There was nearly a murder a day in my adopted city of Baltimore in 2019; the official total being 348. The casualties in this ongoing, undeclared, and pointless war fell once again most heavily on African-American families. We are a very long way from “the dream” well intentioned pundits glibly invoke each Martin Luther King, Jr. weekend as if sentimentality were enough to stanch the bleeding. The “post-racial society” heralded by some after Barack Obama’s election was, it seems, no more than wishful thinking.

Political responses to Baltimore’s urban carnage have lately ranged from hand wringing and blame passing to proposals for quick technological fixes. Washington’s approach of late has been notable for social media insults and legislative inaction. Grass-roots efforts, like the city-wide ceasefire campaign held one weekend every three months, lead to modest short-term gains that quickly unravel. While the problem here is extreme, it’s by no means unique. If and when Baltimore’s body count begins to fall, another American city will take its place.

It’s easy enough to list some of the many, intertwined roots of this catastrophe: the failed war on drugs, the wages of institutional racism in the criminal justice system, the unhealed wounds of neighborhood redlining, the American love affair with lethal violence and the tools of death, dysfunctional and neglected mental health and social service bureaucracies, continued flight to the suburbs, corruption, and so on. Feel free to add your own candidates for inclusion in this litany of communal failures.

I’m not here to propose policies or stir the partisan pot. What now passes for political discourse in this country is ugly enough without my help. I am, however, just old enough to barely remember another time of great division and distress that might inform ours. In 1968, as a suburban white boy in grade school, I was just beginning to gain some social and political awareness. I remember climbing into the back seat of the family Oldsmobile the morning of April the fifth and hearing of Dr. King’s assassination in Memphis the previous evening. The day was chilly and my mother and I were wearing heavy coats, but there was an extra heaviness in her voice that morning. She hadn’t been fond of Dr. King or his tactics, but she was visibly distressed.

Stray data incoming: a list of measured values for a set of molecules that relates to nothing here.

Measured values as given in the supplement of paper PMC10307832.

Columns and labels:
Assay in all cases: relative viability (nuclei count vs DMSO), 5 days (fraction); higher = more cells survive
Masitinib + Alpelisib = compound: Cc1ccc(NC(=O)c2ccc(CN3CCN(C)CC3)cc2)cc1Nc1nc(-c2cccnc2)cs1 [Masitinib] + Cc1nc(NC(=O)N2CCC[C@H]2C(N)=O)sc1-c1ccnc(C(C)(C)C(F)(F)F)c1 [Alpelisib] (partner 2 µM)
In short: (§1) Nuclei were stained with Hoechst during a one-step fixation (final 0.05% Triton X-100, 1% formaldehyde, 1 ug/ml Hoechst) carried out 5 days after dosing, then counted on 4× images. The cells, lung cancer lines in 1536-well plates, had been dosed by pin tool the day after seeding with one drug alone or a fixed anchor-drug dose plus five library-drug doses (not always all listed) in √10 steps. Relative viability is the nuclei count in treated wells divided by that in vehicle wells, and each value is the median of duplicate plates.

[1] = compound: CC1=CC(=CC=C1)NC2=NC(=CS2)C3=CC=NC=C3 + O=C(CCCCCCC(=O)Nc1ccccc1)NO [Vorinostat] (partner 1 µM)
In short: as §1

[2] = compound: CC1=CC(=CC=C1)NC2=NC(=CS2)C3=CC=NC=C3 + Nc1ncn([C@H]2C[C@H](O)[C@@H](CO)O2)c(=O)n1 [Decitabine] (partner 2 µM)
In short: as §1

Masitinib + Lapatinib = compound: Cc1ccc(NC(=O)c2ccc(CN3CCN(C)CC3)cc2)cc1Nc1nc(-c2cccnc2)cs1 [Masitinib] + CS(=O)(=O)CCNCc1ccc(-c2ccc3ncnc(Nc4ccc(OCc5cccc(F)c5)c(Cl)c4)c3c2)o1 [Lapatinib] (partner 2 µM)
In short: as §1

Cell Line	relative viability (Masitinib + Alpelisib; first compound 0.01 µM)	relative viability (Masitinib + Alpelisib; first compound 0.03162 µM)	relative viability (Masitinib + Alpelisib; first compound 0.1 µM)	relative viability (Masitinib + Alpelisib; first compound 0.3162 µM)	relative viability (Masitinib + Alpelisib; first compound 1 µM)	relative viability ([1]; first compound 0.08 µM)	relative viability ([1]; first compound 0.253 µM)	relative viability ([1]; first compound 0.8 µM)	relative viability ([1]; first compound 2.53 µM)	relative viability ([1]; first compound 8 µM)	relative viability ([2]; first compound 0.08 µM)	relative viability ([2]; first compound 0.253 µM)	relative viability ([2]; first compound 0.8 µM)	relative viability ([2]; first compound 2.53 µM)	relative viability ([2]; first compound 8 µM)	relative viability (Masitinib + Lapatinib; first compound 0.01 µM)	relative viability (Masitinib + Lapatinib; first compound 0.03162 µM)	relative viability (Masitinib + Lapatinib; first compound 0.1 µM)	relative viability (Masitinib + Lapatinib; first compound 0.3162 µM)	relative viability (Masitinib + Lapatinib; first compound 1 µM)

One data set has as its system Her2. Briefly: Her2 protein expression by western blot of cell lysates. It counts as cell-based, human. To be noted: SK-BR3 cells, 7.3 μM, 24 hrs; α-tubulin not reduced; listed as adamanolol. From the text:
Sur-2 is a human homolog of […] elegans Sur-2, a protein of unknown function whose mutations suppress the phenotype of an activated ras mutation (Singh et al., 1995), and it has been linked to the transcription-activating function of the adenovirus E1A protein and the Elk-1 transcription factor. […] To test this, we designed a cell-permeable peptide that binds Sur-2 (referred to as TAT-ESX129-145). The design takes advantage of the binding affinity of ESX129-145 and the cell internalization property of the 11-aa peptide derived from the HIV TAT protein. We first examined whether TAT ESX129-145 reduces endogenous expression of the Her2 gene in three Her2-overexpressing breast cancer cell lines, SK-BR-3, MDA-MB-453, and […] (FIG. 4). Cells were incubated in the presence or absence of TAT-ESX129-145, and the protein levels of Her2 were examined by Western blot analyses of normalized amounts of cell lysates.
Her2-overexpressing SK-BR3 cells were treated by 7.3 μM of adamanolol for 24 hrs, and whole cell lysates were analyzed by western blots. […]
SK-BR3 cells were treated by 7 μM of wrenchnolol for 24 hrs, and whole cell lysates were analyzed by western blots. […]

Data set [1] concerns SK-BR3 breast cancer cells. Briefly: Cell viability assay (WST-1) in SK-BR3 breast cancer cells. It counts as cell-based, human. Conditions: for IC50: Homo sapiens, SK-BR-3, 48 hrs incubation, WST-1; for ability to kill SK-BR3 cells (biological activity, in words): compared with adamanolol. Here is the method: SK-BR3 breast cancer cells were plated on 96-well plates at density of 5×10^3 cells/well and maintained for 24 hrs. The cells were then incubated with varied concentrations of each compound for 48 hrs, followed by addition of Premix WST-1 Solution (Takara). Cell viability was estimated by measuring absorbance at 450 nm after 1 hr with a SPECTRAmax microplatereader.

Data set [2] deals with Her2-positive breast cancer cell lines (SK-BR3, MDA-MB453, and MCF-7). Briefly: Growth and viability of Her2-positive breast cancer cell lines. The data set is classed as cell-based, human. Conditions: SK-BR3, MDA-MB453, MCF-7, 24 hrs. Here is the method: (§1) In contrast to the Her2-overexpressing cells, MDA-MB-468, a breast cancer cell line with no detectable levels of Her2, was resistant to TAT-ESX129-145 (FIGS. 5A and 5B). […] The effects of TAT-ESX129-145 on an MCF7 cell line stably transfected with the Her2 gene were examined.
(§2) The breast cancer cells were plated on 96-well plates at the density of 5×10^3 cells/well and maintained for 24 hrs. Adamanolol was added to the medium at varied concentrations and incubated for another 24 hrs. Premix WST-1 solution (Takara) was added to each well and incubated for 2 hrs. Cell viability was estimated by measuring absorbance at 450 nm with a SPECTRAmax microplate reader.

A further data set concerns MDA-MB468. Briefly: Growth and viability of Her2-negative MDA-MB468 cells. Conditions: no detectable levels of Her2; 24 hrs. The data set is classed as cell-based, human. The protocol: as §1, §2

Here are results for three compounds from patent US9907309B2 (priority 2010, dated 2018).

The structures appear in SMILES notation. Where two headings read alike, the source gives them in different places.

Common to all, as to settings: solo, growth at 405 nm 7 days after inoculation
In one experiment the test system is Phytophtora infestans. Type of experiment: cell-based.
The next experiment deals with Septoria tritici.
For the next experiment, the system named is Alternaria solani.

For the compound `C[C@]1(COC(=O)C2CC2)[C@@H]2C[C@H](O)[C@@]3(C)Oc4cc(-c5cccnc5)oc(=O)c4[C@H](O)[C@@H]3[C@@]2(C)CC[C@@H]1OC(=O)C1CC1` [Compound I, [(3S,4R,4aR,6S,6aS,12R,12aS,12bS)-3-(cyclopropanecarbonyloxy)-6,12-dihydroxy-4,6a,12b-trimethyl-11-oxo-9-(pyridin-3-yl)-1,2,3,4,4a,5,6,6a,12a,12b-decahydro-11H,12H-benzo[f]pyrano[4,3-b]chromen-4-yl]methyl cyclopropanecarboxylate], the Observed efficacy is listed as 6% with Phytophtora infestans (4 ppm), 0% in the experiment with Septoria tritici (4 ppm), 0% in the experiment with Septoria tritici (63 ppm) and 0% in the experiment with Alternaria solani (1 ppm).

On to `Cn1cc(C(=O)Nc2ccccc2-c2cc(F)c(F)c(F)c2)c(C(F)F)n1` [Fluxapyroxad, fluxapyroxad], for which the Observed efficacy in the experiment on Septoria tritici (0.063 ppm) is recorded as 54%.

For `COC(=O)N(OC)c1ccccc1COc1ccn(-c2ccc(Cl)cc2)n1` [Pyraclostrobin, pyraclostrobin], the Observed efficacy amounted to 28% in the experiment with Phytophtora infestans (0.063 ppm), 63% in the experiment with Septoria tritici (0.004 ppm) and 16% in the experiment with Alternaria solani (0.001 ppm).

Not until many years later, however, did I hear a recording of the short address then presidential candidate Robert F. Kennedy made on April the fifth at the Cleveland City Club. Kennedy, who had delivered the terrible news the night before to a largely black audience in Indianapolis, was no longer the naïve establishment front man he’d been at his disastrous 1963 meeting with James Baldwin, Harry Belafonte, and other civil rights advocates.

He had matured in the intervening five years and his understanding of race, class, and poverty had grown larger, deeper, and more complex. By then, he had listened to voices from the inner city, Appalachia, and the California grape fields. He had, of course, lost a brother to gun violence. In another two months, he would be shot and killed himself, while exiting the Ambassador Hotel in Los Angeles after winning the South Dakota and California Democratic Party primary elections on the fifth of June.

When I, more than a decade later, first heard a recording of his Cleveland speech, I was struck as much by the cadences and audible distress in his presentation as by his words. The written text of his address can’t begin to capture that power. Here, though, is how he began:

This is a time of shame and a time of sorrow. It is not a day for politics. I have saved this one opportunity, my only event of today, to speak briefly to you about this mindless menace of violence in America which again stains our land and every one of our lives.

It is not the concern of any one race. The victims of the violence are black and white, rich and poor, young and old, famous and unknown. They are, most important of all, human beings whom other human beings loved and needed. No one – no matter where he lives or what he does – can be certain who next will suffer from some senseless act of bloodshed. And yet it goes on and on and on in this country of ours.


I think of those words whenever the pastor of my church reads aloud the names and ages of those murdered in my city in the preceding two weeks. I think of them again each year on this long weekend in January that passes without any visible progress toward answering Kennedy’s haunting question. I think of them each year on the fourth of April and the fifth of June.

Other good and decent men and women have held high office in this country in the past half century. On the cusp of a highly partisan impeachment trial, however, I wonder what it would be like to hear such a voice from a political figure – in any party – today.

I’m aware that invoking a wealthy white man’s words on the day marked to celebrate a black minister and civil rights leader is problematic. This weekend is first and foremost a time to find renewed strength in the actions and words of Dr. King. So, let me be clear. I encourage you to march, sing, and celebrate King’s birthday as you see fit. I invite you to read his Letter from a Birmingham Jail or watch a film like Selma or Four Little Girls. I ask you to ponder how, in the year ahead, you might help to make Dr. King’s dream something more than a sentimental abstraction.

If time permits, though, I also invite you to listen to Robert Kennedy’s address on the day after Dr. King was murdered. or at least read the text from which Kennedy spoke.

Where are those voices today? Where can they be heard?

Photo credit: Abby Rowe National Park Service/John Fitzgerald Kennedy Library, Boston